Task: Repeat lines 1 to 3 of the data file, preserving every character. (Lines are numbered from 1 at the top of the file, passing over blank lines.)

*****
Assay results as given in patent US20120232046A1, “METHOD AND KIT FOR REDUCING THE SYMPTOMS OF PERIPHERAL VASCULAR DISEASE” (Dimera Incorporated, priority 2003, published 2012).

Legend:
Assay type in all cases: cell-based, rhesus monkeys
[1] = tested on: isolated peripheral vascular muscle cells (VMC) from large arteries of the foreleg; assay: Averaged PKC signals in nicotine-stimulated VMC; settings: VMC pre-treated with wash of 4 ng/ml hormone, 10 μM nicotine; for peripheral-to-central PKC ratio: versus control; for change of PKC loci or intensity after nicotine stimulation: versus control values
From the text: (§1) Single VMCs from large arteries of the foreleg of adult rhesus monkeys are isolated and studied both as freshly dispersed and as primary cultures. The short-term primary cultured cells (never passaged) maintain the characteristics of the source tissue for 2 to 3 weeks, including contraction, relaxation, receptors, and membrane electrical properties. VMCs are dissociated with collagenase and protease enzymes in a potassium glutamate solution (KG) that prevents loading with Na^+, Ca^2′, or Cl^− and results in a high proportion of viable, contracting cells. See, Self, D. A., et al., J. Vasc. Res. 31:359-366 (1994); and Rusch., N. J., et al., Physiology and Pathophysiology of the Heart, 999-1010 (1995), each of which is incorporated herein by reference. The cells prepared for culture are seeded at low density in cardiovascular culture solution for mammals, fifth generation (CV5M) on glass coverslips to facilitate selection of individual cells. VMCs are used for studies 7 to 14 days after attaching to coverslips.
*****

Assay results as given in patent US20120232046A1, “METHOD AND KIT FOR REDUCING THE SYMPTOMS OF PERIPHERAL VASCULAR DISEASE” (Dimera Incorporated, priority 2003, published 2012).

Legend:
Assay type in all cases: cell-based, rhesus monkeys